I’ve found that this is the phrase most commonly said after walking a mile in your teammate’s shoes.
- When I was coaching and my players were too critical of one another I’d have them attempt to play the other person’s position in practice, to see just how tough it really is.
- When I noticed they questioned the official’s calls or complained about the officials, I had them officiate youth lacrosse and even officiate scrimmages in our own practices.
- When they complained about how I ran practice, the game plan or the plays I called, I’d have them plan practice, breakdown film to game plan, write up scouting reports and draw up plays they were comfortable running.
POOF… It was like waving a magic wand over their minds (and mouths). The first piece of feedback heard was almost always “Wow, I didn’t know it was that tough”. Whether it was a teammate, a referee, me or my assistant coaches, by simply walking a mile in the other person’s shoes my players developed more respect and empathy. And it happened FAST.
You don’t have to be a coach to do this, you just have to be willing to invest the time. We could all stand to spend a little more time walking a mile in other people’s shoes. It’s a lesson I learned the hard way with my own child.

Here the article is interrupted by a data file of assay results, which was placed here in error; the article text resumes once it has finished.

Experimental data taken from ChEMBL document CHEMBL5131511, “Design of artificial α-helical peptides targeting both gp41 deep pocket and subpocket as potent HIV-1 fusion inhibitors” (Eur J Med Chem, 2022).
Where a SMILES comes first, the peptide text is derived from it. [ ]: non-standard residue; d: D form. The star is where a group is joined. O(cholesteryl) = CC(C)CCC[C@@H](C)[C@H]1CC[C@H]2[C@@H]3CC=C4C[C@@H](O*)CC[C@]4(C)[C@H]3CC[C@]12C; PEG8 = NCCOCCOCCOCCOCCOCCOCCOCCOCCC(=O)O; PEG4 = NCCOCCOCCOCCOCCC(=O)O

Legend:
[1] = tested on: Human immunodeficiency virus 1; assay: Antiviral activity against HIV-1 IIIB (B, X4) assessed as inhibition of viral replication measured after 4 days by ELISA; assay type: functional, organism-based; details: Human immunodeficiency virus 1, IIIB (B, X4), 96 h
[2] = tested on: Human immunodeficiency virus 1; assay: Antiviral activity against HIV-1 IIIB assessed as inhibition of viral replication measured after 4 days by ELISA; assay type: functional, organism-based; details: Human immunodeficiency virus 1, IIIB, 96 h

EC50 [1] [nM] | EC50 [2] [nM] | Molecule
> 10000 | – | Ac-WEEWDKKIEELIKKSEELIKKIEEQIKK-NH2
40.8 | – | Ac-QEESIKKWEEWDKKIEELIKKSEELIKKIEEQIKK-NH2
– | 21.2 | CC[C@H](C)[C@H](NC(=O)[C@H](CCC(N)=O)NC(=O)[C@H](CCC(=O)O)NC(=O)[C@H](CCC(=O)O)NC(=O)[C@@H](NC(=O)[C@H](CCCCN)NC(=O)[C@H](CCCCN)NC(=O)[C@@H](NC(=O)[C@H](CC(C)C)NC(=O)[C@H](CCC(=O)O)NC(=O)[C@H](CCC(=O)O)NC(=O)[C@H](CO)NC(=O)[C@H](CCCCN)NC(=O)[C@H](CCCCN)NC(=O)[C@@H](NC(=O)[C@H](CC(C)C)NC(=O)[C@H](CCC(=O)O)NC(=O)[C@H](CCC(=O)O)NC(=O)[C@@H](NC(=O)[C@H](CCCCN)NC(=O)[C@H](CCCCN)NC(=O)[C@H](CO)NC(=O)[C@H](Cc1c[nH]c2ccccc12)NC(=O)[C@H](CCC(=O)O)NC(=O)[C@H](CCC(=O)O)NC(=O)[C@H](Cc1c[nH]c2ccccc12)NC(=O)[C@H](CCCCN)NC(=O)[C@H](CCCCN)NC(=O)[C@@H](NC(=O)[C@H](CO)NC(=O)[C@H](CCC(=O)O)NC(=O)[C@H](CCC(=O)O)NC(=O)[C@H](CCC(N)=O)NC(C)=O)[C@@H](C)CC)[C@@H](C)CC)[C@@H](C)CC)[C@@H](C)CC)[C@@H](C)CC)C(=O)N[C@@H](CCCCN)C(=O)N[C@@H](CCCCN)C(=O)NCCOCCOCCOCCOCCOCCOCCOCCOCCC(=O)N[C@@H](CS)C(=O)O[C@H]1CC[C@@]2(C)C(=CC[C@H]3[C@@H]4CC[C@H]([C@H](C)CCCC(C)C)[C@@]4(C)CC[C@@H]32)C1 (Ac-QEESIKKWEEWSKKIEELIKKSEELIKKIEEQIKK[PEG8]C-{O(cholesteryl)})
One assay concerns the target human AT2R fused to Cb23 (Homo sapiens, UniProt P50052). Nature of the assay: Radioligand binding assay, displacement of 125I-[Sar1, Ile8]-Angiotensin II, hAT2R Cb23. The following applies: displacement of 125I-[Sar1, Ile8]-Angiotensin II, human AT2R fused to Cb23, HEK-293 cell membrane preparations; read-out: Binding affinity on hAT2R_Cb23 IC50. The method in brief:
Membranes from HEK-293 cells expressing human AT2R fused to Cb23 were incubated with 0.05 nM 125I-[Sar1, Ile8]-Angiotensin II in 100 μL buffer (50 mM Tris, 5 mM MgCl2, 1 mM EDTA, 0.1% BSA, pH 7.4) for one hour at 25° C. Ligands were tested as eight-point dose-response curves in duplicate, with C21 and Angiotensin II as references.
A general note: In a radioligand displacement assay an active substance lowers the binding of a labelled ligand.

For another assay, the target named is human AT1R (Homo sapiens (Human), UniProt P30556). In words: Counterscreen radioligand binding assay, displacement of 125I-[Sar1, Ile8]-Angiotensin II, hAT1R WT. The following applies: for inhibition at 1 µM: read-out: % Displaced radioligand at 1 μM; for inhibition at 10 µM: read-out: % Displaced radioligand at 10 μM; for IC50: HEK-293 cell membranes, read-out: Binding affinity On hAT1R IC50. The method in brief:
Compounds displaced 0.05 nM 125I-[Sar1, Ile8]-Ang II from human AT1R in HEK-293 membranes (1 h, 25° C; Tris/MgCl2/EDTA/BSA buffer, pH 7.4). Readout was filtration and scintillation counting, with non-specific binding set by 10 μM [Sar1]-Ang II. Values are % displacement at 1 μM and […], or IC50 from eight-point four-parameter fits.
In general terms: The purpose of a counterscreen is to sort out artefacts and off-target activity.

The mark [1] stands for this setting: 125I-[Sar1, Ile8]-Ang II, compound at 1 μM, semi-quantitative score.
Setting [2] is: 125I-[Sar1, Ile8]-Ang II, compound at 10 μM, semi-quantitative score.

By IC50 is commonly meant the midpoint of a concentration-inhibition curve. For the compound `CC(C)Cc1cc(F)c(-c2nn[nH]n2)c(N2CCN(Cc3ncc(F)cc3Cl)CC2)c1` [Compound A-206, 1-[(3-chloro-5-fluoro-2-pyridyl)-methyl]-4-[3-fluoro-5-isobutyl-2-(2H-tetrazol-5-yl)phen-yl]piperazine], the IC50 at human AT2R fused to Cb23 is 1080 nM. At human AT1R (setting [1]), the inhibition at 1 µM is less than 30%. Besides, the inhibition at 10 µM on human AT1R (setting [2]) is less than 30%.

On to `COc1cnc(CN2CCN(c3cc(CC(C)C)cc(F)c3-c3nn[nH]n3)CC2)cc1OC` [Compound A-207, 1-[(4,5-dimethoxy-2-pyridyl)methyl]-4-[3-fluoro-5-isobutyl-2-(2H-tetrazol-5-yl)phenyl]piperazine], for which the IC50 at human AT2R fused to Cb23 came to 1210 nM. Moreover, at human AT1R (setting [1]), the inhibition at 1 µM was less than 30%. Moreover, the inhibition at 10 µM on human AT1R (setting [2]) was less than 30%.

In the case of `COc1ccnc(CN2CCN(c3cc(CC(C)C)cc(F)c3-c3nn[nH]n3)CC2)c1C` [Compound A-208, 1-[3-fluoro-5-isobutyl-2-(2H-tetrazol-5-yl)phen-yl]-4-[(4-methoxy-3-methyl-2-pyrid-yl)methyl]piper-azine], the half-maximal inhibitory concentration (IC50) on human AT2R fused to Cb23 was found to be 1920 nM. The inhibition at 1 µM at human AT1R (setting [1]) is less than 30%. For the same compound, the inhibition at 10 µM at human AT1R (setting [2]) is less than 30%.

For those of you who don’t already know, my oldest daughter is hard of hearing. When she first got her hearing aids I noticed that toward the end of the day she seemed exhausted, became increasingly irritable and didn’t want to wear her hearing aids. We would argue about her putting them back in, she said they were bothering her and I wasn’t convinced that was accurate. Until I walked a mile in her shoes…
After she went to bed one night, I put them on and tried to watch TV with them in my ears. I quickly learned that they don’t simply amplify the one thing you’re listening to, they amplify EVERYTHING equally. I was six feet away from the TV but I also heard the furnace downstairs in the basement, the refrigerator three rooms away, the wind against the windows outside, the baseboards and the sound of the cushions of the couch just as loud. I remember this like it was yesterday, I sat there by myself and cried. I felt horrible that I didn’t believe her and that we argued about her wearing them. The phenomenon is called “listening fatigue”. We argued about it for at least 30 days but then I walked a mile in her shoes and understood it inside of 30 minutes wearing them. We never questioned her desire to take them off after school ever again.
You may not have a hard of hearing child or an overly critical athlete but that same argument is taking place on your team or in your office, it just sounds a little different. Try walking a mile in their shoes and try having your teammates walk a mile in each other’s shoes.
How To Do It:
Last week one of my clients, Phil Bolduc CEO of Neokraft Sign Inc., held what he calls The Rodeo. The Neokraft Rodeo is essentially one day out of the calendar year devoted to everyone in the company rotating through each department and being taught how to do their colleagues jobs. It’s pure genius on multiple levels. Everyone gets out of their comfort zone a bit, gets cross-trained, gets to know each other better, and by walking a mile in their teammates shoes learns their colleague’s jobs are tougher than they appear. Time consuming? Yes. Worth it? Absolutely. Try your own version of this and let me know how it goes.